Companies can no longer rely on just their internal competencies. They must complement their own competencies with those of other firms through alliances, partnerships, and digital relationships. Google, by opening its mobile Android platform to manufacturers and developers, has become the leading apps provider in the mobile space. These multifaceted interdependencies create complex connections, or ecosystems, that affect and are affected by multiple stakeholders such as suppliers, distributors, outsourcing firms, makers of related products or services, and technology providers.3 Competition today is between ecosystems. Understanding ecosystems can then help managers improve strategic decisions and reshape the boundaries of their industries. Interpreting this network of interactions, however, can be difficult. For example, a nascent ecosystem like the Internet of Things (IoT) has no dominant player and is increasing in scale, scope, and complexity.4 Under these circumstances, companies can have difficulty determining the most effective business opportunities.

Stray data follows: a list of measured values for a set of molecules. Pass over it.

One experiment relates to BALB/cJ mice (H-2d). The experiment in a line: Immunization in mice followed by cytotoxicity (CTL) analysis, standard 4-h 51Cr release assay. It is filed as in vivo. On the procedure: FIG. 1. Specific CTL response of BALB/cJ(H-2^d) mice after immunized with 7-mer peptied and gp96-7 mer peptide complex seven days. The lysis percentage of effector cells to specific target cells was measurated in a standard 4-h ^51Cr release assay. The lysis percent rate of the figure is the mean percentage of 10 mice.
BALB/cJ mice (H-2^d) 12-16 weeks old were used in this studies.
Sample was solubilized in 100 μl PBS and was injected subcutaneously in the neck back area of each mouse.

We describe a graph theoretic visualization method to help companies map relationships between ecosystem stakeholders. To visualize ecosystems effectively, many entities, activities, and tools are required. Capturing, generating, and interpreting ecosystems requires a sponsor who wants to learn more about a company, a technology, or an industry, data scientists to collect salient data and prepare it for analysis, visualization tools, and a domain expert to interpret the visuals and make recommendations. Finally, companies must manage the data, visuals tools, and lessons learned in order to be effective.